Flowering Plants

Daylilies


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Unlike most lilies, which are extremely dangerous to dogs, daylilies are safe and give the same gorgeous look and feel to your garden.

Asters

These daisy-like perennials with star-shaped blooms come in a dizzying array of varieties from under one foot to taller than six feet. They prefer well-drained soil, and blooms come in a range from white to magenta to purple.

Hollyhock

Prolific bloomers, hollyhocks come in a range of colors and can take full or partial sun and thrive in a range of conditions.

Garden marigolds

A cheerful plant, we can all cheer because these pest-repelling beauties are also dog-friendly and low maintenance.

Roses

Perhaps the most classic flower garden plant, roses pose no danger to dogs, except their sharp thorns.

Snapdragon

These classic flowering perennials come in a cornucopia of colors and will reseed themselves and return year after year.

Sunflowers

Towering and cheerful, sunflowers brighten up any sunny space and pose no threat to anything but a bad mood.

Zinnias

Beloved by gardeners everywhere, zinnias are easy on the eyes and are nontoxic to our canine companions.

Foliage Plants/Herbs

Bachelor’s buttons


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Known for their distinctive bursts of blue, these sun-loving plants provide color all summer long.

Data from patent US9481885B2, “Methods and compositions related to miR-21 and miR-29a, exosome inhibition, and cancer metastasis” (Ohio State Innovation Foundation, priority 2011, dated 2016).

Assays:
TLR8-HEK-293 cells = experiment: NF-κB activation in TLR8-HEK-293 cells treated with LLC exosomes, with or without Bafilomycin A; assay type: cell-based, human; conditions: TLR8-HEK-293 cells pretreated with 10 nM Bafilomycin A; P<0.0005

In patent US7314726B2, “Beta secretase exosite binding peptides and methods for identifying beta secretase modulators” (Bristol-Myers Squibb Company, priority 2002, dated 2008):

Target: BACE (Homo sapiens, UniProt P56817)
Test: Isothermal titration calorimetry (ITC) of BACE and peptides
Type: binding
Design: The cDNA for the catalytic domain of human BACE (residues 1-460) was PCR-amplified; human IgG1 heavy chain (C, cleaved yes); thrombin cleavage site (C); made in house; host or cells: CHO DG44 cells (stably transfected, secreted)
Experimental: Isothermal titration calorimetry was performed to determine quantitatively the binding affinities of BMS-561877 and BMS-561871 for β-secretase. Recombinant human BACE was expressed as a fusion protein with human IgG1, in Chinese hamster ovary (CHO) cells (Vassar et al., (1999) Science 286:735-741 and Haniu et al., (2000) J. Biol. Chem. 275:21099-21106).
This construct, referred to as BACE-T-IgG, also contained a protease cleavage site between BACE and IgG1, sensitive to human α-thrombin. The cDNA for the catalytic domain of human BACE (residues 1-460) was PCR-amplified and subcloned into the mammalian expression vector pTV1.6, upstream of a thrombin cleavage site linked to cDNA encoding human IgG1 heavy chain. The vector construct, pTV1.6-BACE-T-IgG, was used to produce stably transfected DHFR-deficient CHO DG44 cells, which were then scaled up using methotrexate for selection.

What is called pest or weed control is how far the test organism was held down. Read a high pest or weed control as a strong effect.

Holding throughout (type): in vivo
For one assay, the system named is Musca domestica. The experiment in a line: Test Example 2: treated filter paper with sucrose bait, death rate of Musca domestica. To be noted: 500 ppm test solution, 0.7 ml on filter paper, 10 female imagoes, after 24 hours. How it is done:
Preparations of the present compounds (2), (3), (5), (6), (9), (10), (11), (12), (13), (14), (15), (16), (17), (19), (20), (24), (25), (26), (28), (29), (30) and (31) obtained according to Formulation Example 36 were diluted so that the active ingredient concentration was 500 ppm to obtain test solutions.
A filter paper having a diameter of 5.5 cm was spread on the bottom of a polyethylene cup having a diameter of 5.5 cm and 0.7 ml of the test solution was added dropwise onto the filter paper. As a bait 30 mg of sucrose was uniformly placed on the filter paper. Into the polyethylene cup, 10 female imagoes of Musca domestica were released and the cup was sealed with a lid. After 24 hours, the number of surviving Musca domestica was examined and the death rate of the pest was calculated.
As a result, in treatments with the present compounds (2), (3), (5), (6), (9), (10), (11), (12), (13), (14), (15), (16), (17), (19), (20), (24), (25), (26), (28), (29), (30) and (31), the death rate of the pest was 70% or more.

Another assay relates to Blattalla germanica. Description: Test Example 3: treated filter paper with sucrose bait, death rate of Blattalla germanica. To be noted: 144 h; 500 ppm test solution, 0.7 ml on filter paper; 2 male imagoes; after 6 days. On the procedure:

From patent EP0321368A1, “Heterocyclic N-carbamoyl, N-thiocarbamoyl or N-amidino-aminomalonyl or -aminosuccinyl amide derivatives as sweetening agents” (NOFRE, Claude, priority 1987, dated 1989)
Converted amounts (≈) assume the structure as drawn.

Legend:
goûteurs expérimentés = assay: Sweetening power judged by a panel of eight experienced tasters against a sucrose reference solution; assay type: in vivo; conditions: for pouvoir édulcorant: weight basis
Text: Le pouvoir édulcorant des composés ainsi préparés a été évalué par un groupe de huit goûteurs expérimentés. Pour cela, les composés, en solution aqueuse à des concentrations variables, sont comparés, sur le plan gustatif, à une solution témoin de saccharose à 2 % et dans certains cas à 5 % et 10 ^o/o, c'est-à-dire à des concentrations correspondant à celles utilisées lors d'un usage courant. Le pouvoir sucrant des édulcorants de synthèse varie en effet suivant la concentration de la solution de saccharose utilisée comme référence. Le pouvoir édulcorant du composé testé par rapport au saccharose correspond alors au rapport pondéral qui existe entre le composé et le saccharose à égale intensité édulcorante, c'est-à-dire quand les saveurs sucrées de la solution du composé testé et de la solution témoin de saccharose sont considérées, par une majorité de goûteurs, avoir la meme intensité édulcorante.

Basil

Both delicious and beautiful, basil can be grown in any sunny place successfully. Try the opal variety for deep purple foliage.

Camellia

With glossy, evergreen leaves and bold flowers, these are usually the first blooms of the year to appear, brightening gardens when they need it most.

Cast iron plant

Ideal understory plants, these shade-loving, drought-tolerant perennials thrive in the shadow of large trees and stay green year-round.

Chamomile

With cheerful white and yellow flowers (which you can harvest for tea), if your dog eats this plant the worst that can happen is a calm, mellow effect.

Heuchera

Hundreds of varieties of heuchera will provide a variety of color combinations. They also throw out fragrant blooms each spring.

Lavender

Drought tolerant, fragrant, and dog-friendly, lavender is a great choice for areas that are hot and arid. This flower also repels mosquitoes.

Peacock ginger

A variety of ginger, this striped variety loves warm regions and moist conditions.

Mint

Excellent for culinary use, teas, and of course, and mojitos, a little mint can freshen a dog’s breath and help with digestion.

Rosemary

Savory, drought-tolerant, and heat-loving, this dog-friendly herb is a must-have for every cook’s garden.

Sage

Move over, culinary sage, there are dozens of ornamental salvias, and each one is dog-friendly.

While this list is by no means exhaustive, it’s a great start for plant lovers who want to know which plants can live in harmony with their doggy pals. Of course, toxic or nontoxic, it’s wise to train your dog not to chew on any plants in the garden or inside your home.

Cat Murphy is a gardening and landscaping writer, and outdoor extraordinaire. She enjoys going on long hikes anywhere her two dogs are welcome.